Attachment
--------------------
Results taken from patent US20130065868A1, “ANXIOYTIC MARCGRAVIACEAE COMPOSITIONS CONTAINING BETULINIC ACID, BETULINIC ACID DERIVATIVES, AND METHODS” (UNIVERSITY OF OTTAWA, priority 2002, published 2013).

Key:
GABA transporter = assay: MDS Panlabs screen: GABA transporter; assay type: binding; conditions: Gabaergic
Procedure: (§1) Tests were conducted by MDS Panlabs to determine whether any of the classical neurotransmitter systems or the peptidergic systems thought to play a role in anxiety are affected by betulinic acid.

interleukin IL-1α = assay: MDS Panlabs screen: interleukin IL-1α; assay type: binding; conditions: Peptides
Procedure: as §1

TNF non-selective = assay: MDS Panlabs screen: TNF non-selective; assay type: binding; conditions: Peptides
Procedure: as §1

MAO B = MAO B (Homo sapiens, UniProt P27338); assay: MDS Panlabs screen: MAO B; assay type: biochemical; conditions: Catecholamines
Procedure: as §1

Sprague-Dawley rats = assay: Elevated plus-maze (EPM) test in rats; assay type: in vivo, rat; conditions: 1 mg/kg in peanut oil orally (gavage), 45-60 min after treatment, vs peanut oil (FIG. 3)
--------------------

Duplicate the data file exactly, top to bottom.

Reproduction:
Results taken from patent US20130065868A1, “ANXIOYTIC MARCGRAVIACEAE COMPOSITIONS CONTAINING BETULINIC ACID, BETULINIC ACID DERIVATIVES, AND METHODS” (UNIVERSITY OF OTTAWA, priority 2002, published 2013).

Key:
GABA transporter = assay: MDS Panlabs screen: GABA transporter; assay type: binding; conditions: Gabaergic
Procedure: (§1) Tests were conducted by MDS Panlabs to determine whether any of the classical neurotransmitter systems or the peptidergic systems thought to play a role in anxiety are affected by betulinic acid.

interleukin IL-1α = assay: MDS Panlabs screen: interleukin IL-1α; assay type: binding; conditions: Peptides
Procedure: as §1

TNF non-selective = assay: MDS Panlabs screen: TNF non-selective; assay type: binding; conditions: Peptides
Procedure: as §1

MAO B = MAO B (Homo sapiens, UniProt P27338); assay: MDS Panlabs screen: MAO B; assay type: biochemical; conditions: Catecholamines
Procedure: as §1

Sprague-Dawley rats = assay: Elevated plus-maze (EPM) test in rats; assay type: in vivo, rat; conditions: 1 mg/kg in peanut oil orally (gavage), 45-60 min after treatment, vs peanut oil (FIG. 3)